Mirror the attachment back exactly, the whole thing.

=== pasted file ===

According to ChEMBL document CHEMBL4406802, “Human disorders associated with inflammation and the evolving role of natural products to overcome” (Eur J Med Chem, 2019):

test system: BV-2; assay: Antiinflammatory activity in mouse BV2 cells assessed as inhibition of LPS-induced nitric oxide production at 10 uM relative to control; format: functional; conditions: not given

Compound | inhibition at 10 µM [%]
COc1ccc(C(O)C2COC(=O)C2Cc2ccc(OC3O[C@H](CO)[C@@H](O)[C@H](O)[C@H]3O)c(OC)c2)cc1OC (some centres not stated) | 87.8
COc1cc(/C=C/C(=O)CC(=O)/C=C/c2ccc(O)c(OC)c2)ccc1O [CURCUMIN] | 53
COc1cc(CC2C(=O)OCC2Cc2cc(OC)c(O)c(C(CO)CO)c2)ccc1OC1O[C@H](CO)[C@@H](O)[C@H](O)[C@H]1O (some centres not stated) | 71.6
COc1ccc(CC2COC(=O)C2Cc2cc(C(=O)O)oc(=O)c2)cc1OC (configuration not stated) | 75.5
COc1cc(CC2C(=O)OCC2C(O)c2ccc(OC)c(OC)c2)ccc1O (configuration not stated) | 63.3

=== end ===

According to ChEMBL document CHEMBL4406802, “Human disorders associated with inflammation and the evolving role of natural products to overcome” (Eur J Med Chem, 2019):

test system: BV-2; assay: Antiinflammatory activity in mouse BV2 cells assessed as inhibition of LPS-induced nitric oxide production at 10 uM relative to control; format: functional; conditions: not given

Compound | inhibition at 10 µM [%]
COc1ccc(C(O)C2COC(=O)C2Cc2ccc(OC3O[C@H](CO)[C@@H](O)[C@H](O)[C@H]3O)c(OC)c2)cc1OC (some centres not stated) | 87.8
COc1cc(/C=C/C(=O)CC(=O)/C=C/c2ccc(O)c(OC)c2)ccc1O [CURCUMIN] | 53
COc1cc(CC2C(=O)OCC2Cc2cc(OC)c(O)c(C(CO)CO)c2)ccc1OC1O[C@H](CO)[C@@H](O)[C@H](O)[C@H]1O (some centres not stated) | 71.6
COc1ccc(CC2COC(=O)C2Cc2cc(C(=O)O)oc(=O)c2)cc1OC (configuration not stated) | 75.5
COc1cc(CC2C(=O)OCC2C(O)c2ccc(OC)c(OC)c2)ccc1O (configuration not stated) | 63.3